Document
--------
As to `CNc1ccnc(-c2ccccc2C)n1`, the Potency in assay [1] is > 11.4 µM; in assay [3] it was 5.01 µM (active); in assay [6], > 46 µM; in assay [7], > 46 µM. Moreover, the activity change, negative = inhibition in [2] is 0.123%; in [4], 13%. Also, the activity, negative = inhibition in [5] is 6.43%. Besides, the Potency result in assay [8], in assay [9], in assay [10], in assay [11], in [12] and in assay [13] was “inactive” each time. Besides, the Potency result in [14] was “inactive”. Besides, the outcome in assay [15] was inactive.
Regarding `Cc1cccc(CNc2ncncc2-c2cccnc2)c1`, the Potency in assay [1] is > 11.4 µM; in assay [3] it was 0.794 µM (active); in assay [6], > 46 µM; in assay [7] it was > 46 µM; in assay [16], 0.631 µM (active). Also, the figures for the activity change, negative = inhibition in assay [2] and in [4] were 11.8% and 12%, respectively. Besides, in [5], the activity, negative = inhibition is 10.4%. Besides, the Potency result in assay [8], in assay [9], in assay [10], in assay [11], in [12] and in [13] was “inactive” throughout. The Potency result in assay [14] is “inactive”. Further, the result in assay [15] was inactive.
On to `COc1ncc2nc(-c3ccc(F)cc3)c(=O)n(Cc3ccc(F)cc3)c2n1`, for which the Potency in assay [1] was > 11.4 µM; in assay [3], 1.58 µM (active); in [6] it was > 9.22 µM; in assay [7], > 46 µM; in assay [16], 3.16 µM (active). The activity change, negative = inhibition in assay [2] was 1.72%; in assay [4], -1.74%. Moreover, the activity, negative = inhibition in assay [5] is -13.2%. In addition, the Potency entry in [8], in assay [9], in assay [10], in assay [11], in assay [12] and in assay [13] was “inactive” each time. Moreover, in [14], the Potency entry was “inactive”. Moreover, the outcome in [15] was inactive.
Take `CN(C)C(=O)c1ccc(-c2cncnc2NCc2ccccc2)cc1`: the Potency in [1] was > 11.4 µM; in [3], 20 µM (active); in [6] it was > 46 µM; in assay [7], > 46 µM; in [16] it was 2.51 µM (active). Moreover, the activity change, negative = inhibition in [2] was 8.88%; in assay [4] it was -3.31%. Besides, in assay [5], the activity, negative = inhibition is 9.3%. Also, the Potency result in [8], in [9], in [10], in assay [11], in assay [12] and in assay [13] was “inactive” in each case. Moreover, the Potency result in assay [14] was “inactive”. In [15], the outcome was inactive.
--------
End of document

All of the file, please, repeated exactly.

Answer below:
As to `CNc1ccnc(-c2ccccc2C)n1`, the Potency in assay [1] is > 11.4 µM; in assay [3] it was 5.01 µM (active); in assay [6], > 46 µM; in assay [7], > 46 µM. Moreover, the activity change, negative = inhibition in [2] is 0.123%; in [4], 13%. Also, the activity, negative = inhibition in [5] is 6.43%. Besides, the Potency result in assay [8], in assay [9], in assay [10], in assay [11], in [12] and in assay [13] was “inactive” each time. Besides, the Potency result in [14] was “inactive”. Besides, the outcome in assay [15] was inactive.
Regarding `Cc1cccc(CNc2ncncc2-c2cccnc2)c1`, the Potency in assay [1] is > 11.4 µM; in assay [3] it was 0.794 µM (active); in assay [6], > 46 µM; in assay [7] it was > 46 µM; in assay [16], 0.631 µM (active). Also, the figures for the activity change, negative = inhibition in assay [2] and in [4] were 11.8% and 12%, respectively. Besides, in [5], the activity, negative = inhibition is 10.4%. Besides, the Potency result in assay [8], in assay [9], in assay [10], in assay [11], in [12] and in [13] was “inactive” throughout. The Potency result in assay [14] is “inactive”. Further, the result in assay [15] was inactive.
On to `COc1ncc2nc(-c3ccc(F)cc3)c(=O)n(Cc3ccc(F)cc3)c2n1`, for which the Potency in assay [1] was > 11.4 µM; in assay [3], 1.58 µM (active); in [6] it was > 9.22 µM; in assay [7], > 46 µM; in assay [16], 3.16 µM (active). The activity change, negative = inhibition in assay [2] was 1.72%; in assay [4], -1.74%. Moreover, the activity, negative = inhibition in assay [5] is -13.2%. In addition, the Potency entry in [8], in assay [9], in assay [10], in assay [11], in assay [12] and in assay [13] was “inactive” each time. Moreover, in [14], the Potency entry was “inactive”. Moreover, the outcome in [15] was inactive.
Take `CN(C)C(=O)c1ccc(-c2cncnc2NCc2ccccc2)cc1`: the Potency in [1] was > 11.4 µM; in [3], 20 µM (active); in [6] it was > 46 µM; in assay [7], > 46 µM; in [16] it was 2.51 µM (active). Moreover, the activity change, negative = inhibition in [2] was 8.88%; in assay [4] it was -3.31%. Besides, in assay [5], the activity, negative = inhibition is 9.3%. Also, the Potency result in [8], in [9], in [10], in assay [11], in assay [12] and in assay [13] was “inactive” in each case. Moreover, the Potency result in assay [14] was “inactive”. In [15], the outcome was inactive.